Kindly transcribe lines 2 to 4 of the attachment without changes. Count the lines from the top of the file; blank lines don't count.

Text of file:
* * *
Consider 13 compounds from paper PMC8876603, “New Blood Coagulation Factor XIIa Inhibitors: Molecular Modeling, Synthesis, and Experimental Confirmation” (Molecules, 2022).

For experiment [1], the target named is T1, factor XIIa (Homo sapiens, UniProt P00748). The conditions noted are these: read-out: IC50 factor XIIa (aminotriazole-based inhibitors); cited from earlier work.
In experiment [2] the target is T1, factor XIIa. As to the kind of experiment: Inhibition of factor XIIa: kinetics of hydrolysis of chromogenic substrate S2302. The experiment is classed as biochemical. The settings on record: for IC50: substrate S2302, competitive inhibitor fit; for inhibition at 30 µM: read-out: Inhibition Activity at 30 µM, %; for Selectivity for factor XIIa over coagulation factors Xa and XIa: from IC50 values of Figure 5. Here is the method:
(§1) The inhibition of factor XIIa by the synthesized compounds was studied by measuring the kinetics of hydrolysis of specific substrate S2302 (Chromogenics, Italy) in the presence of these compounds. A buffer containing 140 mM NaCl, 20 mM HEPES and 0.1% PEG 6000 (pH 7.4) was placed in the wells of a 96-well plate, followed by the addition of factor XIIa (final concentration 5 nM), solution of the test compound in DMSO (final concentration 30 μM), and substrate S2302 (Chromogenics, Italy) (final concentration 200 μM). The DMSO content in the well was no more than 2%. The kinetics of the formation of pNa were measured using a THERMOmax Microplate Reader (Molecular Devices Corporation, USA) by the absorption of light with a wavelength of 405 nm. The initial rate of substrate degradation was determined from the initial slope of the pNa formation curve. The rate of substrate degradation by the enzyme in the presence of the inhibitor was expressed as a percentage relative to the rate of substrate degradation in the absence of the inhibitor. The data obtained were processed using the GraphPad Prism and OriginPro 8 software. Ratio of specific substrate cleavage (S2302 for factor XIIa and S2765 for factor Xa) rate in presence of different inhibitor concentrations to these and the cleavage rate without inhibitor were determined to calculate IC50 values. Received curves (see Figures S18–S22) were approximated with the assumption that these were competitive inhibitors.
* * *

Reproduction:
For experiment [1], the target named is T1, factor XIIa (Homo sapiens, UniProt P00748). The conditions noted are these: read-out: IC50 factor XIIa (aminotriazole-based inhibitors); cited from earlier work.
In experiment [2] the target is T1, factor XIIa. As to the kind of experiment: Inhibition of factor XIIa: kinetics of hydrolysis of chromogenic substrate S2302. The experiment is classed as biochemical. The settings on record: for IC50: substrate S2302, competitive inhibitor fit; for inhibition at 30 µM: read-out: Inhibition Activity at 30 µM, %; for Selectivity for factor XIIa over coagulation factors Xa and XIa: from IC50 values of Figure 5. Here is the method:
(§1) The inhibition of factor XIIa by the synthesized compounds was studied by measuring the kinetics of hydrolysis of specific substrate S2302 (Chromogenics, Italy) in the presence of these compounds. A buffer containing 140 mM NaCl, 20 mM HEPES and 0.1% PEG 6000 (pH 7.4) was placed in the wells of a 96-well plate, followed by the addition of factor XIIa (final concentration 5 nM), solution of the test compound in DMSO (final concentration 30 μM), and substrate S2302 (Chromogenics, Italy) (final concentration 200 μM). The DMSO content in the well was no more than 2%. The kinetics of the formation of pNa were measured using a THERMOmax Microplate Reader (Molecular Devices Corporation, USA) by the absorption of light with a wavelength of 405 nm. The initial rate of substrate degradation was determined from the initial slope of the pNa formation curve. The rate of substrate degradation by the enzyme in the presence of the inhibitor was expressed as a percentage relative to the rate of substrate degradation in the absence of the inhibitor. The data obtained were processed using the GraphPad Prism and OriginPro 8 software. Ratio of specific substrate cleavage (S2302 for factor XIIa and S2765 for factor Xa) rate in presence of different inhibitor concentrations to these and the cleavage rate without inhibitor were determined to calculate IC50 values. Received curves (see Figures S18–S22) were approximated with the assumption that these were competitive inhibitors.